workout for climbing the nose


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McHale's Navy

Trad climber
Panorama City, California & living in Seattle
Feb 22, 2013 - 12:00am PT
I've seen the workout from hell, and it looks like hell.

I went back to the OP and read it again. There's really no reason to make it like hell. The people that responded to this thread seem pretty mellow, and look, they climbed El Cap....even the scrawny weak guy. Even when I did pull-ups I was pretty mellow about it. You just do stuff untill you are too tired to do more stuff. You rest and let your muscles recover and get back to normal, and then you do more stuff until you are too tired to do more stuff. No matter what it might seem like hell. Most people that have done it for awhile, know how to make working out fun and know just how much they need. The main thing is just to do the workout and then the energy takes off. You have to think of the things that will make you strong - and then do them. If you don't get them out of your head, that's were El Cap will stay too! Even if you get all of it out, El Cap will probably still stay in your head. So, workout to your hearts content without fear that you will ever HAVE TO climb El Cap. The really nice thing about El Cap is that it makes everything else seem small ans doable.

Trad climber
Boulder, CO
Feb 22, 2013 - 02:50pm PT
I'd say it depends a lot on the style you want to climb it in. I didn't see much info on your fitness, experience and preferred style.

If you're doing it multi-day, aside from having basic fitness, the most important thing is to have the system down. Inefficiencies can be really exhausting: unnecessary wrestling with the pig, futzing in your aiders, carrying too much, over-gripping, thrashing your hands, wasted movements, poor jugging technique, poor rope/anchor management.... And the emotional stress of that much extended exposure can really add up. With the system down, an otherwise mediocre climber off the couch will be perfectly comfortable; otoh, it takes a lot of fitness to compensate for poor technique. If this is your first wall, and you have your doubts, I'd recommend some shorter walls first.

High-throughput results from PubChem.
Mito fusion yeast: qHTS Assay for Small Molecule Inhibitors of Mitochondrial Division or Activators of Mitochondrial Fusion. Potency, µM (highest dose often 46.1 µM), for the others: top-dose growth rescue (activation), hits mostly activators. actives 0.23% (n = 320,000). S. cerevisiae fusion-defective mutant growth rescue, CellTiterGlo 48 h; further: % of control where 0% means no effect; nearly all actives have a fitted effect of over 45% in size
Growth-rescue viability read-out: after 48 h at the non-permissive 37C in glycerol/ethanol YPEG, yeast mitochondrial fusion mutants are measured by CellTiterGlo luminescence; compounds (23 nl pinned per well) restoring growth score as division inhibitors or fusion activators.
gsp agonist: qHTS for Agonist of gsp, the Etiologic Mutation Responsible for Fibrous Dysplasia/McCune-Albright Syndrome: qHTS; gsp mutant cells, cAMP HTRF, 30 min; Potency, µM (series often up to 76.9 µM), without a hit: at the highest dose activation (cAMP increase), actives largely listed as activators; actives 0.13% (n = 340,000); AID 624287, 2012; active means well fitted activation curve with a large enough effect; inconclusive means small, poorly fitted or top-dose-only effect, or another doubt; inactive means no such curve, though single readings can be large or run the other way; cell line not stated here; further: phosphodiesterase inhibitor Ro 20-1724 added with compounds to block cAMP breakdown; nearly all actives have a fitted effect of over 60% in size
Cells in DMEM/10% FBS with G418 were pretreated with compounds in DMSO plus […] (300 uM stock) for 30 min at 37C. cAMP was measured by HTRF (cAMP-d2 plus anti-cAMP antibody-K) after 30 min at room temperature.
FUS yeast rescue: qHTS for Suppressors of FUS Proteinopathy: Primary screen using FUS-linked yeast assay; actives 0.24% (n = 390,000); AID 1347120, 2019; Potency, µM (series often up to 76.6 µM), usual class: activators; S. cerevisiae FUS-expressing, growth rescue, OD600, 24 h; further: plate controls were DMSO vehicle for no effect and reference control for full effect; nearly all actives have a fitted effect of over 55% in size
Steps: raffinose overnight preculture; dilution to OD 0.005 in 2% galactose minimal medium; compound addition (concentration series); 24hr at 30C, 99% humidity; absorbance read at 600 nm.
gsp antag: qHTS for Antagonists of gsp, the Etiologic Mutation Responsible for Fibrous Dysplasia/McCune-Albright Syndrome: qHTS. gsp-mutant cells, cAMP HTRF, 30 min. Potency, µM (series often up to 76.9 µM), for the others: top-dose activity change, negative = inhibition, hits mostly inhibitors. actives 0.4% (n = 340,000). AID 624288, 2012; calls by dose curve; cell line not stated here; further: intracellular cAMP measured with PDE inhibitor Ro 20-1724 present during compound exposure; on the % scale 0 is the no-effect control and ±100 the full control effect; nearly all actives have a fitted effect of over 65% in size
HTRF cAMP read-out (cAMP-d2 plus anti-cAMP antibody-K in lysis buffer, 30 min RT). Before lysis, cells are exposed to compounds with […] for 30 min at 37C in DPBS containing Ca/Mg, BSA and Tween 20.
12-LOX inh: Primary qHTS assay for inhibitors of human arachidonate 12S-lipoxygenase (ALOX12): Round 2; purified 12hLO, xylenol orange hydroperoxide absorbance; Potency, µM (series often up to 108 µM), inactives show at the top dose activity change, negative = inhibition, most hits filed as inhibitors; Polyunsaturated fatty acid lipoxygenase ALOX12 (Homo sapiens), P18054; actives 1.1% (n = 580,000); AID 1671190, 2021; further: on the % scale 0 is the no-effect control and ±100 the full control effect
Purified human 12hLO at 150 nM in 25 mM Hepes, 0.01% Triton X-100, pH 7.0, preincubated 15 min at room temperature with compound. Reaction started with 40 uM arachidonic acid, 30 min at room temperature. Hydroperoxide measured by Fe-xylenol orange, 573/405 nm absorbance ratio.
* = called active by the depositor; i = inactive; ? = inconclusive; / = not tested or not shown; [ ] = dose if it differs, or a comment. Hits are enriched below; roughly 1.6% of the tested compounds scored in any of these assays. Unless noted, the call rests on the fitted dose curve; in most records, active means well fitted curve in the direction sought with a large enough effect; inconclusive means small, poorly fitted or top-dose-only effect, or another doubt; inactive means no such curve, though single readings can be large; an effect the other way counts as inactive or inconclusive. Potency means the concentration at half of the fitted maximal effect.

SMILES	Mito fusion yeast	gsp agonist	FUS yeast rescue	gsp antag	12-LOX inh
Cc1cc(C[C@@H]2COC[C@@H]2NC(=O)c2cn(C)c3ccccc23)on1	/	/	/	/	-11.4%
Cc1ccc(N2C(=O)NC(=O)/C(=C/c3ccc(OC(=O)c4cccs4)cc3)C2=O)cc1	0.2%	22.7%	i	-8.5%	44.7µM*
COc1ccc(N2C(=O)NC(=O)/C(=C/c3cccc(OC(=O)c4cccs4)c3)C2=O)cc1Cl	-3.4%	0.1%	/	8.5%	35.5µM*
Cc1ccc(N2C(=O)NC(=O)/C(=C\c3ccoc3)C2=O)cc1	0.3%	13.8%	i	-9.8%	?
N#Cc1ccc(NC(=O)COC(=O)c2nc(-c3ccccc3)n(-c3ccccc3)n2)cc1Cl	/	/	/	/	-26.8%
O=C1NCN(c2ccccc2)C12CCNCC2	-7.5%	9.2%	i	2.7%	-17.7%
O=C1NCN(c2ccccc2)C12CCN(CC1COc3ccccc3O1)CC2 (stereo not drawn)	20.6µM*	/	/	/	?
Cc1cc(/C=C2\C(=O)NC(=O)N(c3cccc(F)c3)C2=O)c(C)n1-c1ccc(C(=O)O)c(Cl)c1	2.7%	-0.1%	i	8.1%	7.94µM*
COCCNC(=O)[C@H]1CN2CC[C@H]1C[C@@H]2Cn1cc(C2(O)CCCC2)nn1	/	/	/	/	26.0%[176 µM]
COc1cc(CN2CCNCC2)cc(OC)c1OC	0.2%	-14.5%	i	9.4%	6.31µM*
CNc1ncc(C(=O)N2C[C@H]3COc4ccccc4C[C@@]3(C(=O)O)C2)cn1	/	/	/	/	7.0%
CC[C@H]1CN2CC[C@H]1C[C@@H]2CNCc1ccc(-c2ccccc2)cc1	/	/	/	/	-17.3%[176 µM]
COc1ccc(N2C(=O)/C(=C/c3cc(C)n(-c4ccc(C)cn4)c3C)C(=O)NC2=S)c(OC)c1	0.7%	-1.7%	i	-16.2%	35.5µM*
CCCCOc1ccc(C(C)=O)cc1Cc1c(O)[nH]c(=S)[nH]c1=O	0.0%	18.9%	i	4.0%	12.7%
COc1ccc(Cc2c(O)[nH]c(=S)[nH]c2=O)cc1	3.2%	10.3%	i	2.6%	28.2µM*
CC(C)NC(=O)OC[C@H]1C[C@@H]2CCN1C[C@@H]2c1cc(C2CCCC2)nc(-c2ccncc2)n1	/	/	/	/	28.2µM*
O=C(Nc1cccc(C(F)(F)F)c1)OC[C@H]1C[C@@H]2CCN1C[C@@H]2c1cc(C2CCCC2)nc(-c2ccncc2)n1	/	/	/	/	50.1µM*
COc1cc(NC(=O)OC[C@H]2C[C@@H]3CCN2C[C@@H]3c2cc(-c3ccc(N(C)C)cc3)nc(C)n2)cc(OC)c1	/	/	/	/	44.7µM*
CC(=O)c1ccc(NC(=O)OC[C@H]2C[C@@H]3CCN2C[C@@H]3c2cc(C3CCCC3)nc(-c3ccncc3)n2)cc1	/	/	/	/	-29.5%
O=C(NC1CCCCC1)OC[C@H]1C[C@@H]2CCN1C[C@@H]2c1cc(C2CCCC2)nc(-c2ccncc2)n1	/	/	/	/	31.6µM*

If you're doing it in a day:
1)Refine your system: block climbing with short fixing saves a ton of time, work out your transitions, study the route, know exactly what to bring, practice your french free technique on harder stuff (there's more to it than simply "pulling on gear"), know how to keep moving...
2)Lot of climbing. Extended gym sessions are good, with the goal of climbing every 5.11 (plus every 5.12- is better) route there.

FWIW, I probably have the speed record for the slowest Nose in a day, 23h45m.
Don Paul

Big Wall climber
Colombia, South America
Feb 22, 2013 - 03:18pm PT
3+ nights and u'll b hauling a junk show

Reminds me of the homeless people who have more than one shopping cart full of stuff. The weight is mostly water and the idea is to get to the top before it runs out.

Trad climber
dancin on the tip of god's middle finger
Apr 7, 2014 - 08:54am PT
god it aint no secret anymore,
i hate when my truths become public.

so Big Mike and i are having a go at this beast next month.
i offered the idea to mike a while back when
he was beginning his recovery march.
i thought that he could use a goal to focus upon,
and, at the time, i was cranking the best
that i ever had....

now a year has passed and my periphery life
to climbing has taken on a hearty appetite
for my time, and, well, i haven't got
the chance to prepare like i might if i were
in charge of the stars.

so mike is flying from canada to meet up with me,
he's dropped his money, time and faith upon a whim
of the local space cadet who spits pretty words bubbles;

hah, it's in the bag. i'm calling it now.
though i haven't had hand to stone like
prescribed in chris' road to the nose,
every single day i live well beyond my comfort zone.